This is a partial transcript from On the Record with Greta Van Susteren, February 16, 2004 that has been edited for clarity.

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GRETA VAN SUSTEREN, HOST: Tonight: The New York [City] Police Department is preparing for what is being called a possible catastrophic terror attack involving nuclear, biological or chemical weapons. This would be the most threatening attack facing the city since 9/11.

Joining us from our New York bureau is New York City Police Commissioner Ray Kelly. Welcome, sir.


VAN SUSTEREN: All right, in anticipation of the thing we never wantto hear about, one of those horrible attacks, what is the NYPD doing?

KELLY: Well, we've done a lot since September 11. One of the things we're embarking on this week is something we call "cohort training," where we train units as an entity, rather than training officers individually. They'll be receiving new equipment. They'll be going to a series of training stations, where they'll be involved in different events. This is a two-day series of training. They'll be exposed to some very mild irritant, to see if their mask is properly fitted.

That's just an ongoing incremental process in the training that westarted over two years ago.

VAN SUSTEREN: All right, you're talking about equipment. Is it only masks, or what other kind of new equipment does the NYPD have?

KELLY: Well, protective clothing, as well. Officers have masks now. We have well over 30,000 masks distributed throughout the department. Now we're moving up to a higher level of protective mask, the millennium mask, but we want to make certain that officers are familiar with the equipment that they've received and it's properly fitted to their face. That's one of the exercises that they'll be involved in.

VAN SUSTEREN: All right. So a catastrophic attack hits New York, a dirty bomb, for instance. The police don this sort of gear. What about the seven, eight, nine million people you have in Manhattan? What's the plan to evacuate them or protect them?

KELLY: Well, it all depends on the situation that we encounter. But we have to be able to operate in the toxic environment, be it biological,chemical or radiological. We have to function so that the public canfunction, can be administered to. That's the -- our primary goal is to prepare to help the public. We are in the prevention business. We want to prevent an attack, but we also have to be ready to do our job in the event that an attack of this nature happens.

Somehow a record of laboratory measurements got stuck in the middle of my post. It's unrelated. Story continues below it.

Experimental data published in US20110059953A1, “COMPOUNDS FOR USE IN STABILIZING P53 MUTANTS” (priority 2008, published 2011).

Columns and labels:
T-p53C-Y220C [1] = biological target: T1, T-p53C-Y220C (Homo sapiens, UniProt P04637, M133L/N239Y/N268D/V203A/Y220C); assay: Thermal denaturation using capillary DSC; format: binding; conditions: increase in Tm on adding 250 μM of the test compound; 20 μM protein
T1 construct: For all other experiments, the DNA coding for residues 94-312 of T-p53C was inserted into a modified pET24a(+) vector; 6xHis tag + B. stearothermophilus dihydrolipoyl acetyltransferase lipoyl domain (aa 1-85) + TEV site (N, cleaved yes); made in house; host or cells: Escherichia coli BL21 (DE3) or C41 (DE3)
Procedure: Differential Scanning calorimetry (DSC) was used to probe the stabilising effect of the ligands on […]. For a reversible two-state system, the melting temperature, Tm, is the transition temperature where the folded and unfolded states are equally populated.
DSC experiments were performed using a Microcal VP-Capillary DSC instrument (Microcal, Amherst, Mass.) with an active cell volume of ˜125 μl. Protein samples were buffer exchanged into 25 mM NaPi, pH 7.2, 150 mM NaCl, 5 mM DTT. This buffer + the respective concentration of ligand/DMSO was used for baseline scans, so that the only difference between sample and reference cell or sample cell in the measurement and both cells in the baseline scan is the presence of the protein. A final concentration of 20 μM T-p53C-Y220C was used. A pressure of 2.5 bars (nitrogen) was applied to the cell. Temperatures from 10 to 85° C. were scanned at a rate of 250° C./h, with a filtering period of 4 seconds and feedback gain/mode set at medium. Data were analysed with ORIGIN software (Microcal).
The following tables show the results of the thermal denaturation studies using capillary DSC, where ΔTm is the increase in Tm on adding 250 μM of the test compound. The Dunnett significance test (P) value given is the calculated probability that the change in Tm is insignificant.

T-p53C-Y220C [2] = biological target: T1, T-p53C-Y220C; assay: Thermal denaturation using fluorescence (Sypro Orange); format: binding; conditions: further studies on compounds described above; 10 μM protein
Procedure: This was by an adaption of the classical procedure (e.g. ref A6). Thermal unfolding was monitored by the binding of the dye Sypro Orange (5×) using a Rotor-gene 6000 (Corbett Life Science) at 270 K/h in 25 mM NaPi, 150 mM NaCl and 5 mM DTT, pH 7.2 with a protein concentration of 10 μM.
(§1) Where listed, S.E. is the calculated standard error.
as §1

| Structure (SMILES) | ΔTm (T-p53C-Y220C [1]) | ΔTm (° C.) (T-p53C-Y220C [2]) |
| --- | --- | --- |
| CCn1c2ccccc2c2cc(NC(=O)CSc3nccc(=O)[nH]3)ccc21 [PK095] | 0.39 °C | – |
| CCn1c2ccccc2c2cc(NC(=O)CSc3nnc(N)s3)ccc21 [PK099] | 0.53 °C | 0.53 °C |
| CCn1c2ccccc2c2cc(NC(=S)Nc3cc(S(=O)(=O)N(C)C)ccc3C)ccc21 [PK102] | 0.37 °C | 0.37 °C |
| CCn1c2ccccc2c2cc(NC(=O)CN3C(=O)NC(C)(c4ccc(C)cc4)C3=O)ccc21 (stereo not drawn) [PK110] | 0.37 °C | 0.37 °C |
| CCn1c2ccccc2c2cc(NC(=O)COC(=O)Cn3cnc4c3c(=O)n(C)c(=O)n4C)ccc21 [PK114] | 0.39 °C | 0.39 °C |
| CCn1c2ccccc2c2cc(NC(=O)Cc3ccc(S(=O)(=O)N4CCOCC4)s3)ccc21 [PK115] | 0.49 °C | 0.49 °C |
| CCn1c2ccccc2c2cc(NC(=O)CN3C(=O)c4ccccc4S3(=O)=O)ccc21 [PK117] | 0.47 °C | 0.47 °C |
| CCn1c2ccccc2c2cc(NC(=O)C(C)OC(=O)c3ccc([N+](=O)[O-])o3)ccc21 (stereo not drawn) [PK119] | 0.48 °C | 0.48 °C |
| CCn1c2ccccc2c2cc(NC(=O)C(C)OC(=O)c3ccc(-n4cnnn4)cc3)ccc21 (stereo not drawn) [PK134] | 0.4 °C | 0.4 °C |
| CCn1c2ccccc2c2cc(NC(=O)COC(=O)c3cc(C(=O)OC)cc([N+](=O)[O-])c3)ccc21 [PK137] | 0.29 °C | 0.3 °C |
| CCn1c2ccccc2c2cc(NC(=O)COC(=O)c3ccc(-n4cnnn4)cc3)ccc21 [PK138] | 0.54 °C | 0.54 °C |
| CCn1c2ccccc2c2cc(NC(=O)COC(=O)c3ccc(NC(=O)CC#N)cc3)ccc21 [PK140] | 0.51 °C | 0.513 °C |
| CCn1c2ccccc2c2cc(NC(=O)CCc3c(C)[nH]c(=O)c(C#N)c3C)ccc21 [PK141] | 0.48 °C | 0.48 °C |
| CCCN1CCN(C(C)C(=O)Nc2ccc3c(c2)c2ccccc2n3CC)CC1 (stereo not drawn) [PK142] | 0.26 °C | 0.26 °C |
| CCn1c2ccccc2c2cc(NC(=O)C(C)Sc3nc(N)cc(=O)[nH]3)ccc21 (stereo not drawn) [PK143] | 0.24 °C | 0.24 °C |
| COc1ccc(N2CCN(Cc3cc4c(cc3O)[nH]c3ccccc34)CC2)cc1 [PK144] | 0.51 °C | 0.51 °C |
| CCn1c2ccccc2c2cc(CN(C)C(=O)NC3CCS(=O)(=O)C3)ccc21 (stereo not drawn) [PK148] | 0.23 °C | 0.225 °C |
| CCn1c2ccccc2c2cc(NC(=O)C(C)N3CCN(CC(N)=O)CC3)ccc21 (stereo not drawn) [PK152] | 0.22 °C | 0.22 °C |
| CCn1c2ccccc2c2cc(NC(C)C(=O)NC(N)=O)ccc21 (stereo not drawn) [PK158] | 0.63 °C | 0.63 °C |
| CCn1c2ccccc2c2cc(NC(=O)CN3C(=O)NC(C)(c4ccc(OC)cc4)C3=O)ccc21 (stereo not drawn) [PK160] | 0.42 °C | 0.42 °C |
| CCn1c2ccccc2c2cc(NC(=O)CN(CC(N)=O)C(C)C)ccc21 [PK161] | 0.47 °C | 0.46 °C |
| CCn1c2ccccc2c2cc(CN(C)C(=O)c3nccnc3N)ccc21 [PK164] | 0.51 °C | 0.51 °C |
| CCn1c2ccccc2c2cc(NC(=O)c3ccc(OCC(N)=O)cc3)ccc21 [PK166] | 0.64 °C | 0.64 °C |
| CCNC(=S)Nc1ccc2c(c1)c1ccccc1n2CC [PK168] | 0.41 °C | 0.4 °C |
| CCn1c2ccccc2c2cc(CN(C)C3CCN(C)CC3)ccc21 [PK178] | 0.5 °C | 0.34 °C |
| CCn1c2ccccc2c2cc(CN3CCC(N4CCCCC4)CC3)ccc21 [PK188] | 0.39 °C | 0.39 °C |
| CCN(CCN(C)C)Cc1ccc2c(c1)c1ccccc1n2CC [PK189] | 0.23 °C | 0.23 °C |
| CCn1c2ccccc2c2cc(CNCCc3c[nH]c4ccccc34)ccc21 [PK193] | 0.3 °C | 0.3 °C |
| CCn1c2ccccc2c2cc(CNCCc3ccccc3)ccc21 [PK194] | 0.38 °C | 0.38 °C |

VAN SUSTEREN: What -- how much does this cost, this new equipmentthat you have? Any idea?

KELLY: Oh, the new equipment, over time, is probably going to cost close to $30 million. We've received some federal money that's enabled us to do this cohort training, and we've received some money about a year-and-a-half ago that's enabled us to get some equipment. Some of it is city money, some of it is federal money.

VAN SUSTEREN: All right, so let me do some rough math. How much does the federal government help New York City? How much money have the Feds given you?

KELLY: Well, it's difficult to say because it comes in different pieces. I can tell you that -- this is not a new story, but we don't think that it's enough. The money that's distributed to the federal governmentso far -- has been distributed by the federal government has beendistributed on a per capita basis. We're very much encouraged by President Bush's 2005 budget proposal because it appears that the majority of the money is going to be distributed on a threat-analysis basis. And of course, that helps big cities like New York. We think that's the way to go. But the exact dollar amount, it's always -- it's shifting, but clearly, we think we need considerably more.

VAN SUSTEREN: Do you think you're ready? I mean, I don't know if you can ever be ready for a catastrophic attack, but I mean, do you feel comfortable tonight?

KELLY: Well, we're better prepared than we've ever been, but this is an ongoing process. We have to continue to get better. We have to continue to plan. You never stop planning. You never stop preparing. Again, it's an incremental process. We're better than we were, but we have to continue to get better.

VAN SUSTEREN: How many police officers did you lose, Sir, in 9/11?

KELLY: We lost 23 New York City police officers. There were 37 PortAuthority police officers who were killed and 343 New York City firefighters.

VAN SUSTEREN: All right. And in terms of the firefighters and the police officers, are you now sort of up to full complement that you've been able to train and get at least yourself up to that point?

KELLY: Yes. We're at a number that we're comfortable with. Of course, we're a big organization, so we attrit out people virtually everyday. But we're at a number -- the mayor wants to make certain that we're staffed to protect this city, and I think we're at a level to do precisely that.

VAN SUSTEREN: Can you -- in terms of since 9/11, have you had any big scares that the rest of us haven't heard about, that kept you up but just the rest of us were able to sleep?

KELLY: Oh, there's this kind of ongoing flow of information. And again, most of it lacks precision, but there's enough there to get us concerned. So we've had a series of those, and that's something that we have to contend with in our post-9/11 world. So the answer is yes, but that's all part of the business.

VAN SUSTEREN: All right, Commissioner. Thank you, sir.

KELLY: Thank you, Greta.

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